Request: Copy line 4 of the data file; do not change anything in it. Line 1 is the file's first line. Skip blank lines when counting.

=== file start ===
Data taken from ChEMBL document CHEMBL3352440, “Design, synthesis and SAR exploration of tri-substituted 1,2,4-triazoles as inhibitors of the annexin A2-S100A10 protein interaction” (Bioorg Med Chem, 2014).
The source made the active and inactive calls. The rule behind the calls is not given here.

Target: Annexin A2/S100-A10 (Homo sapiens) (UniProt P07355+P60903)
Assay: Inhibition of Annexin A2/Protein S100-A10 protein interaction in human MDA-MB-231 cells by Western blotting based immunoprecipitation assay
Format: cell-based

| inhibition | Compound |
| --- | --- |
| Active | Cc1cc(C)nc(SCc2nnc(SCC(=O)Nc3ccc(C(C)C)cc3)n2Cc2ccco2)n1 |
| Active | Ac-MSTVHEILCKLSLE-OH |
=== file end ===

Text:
Assay: Inhibition of Annexin A2/Protein S100-A10 protein interaction in human MDA-MB-231 cells by Western blotting based immunoprecipitation assay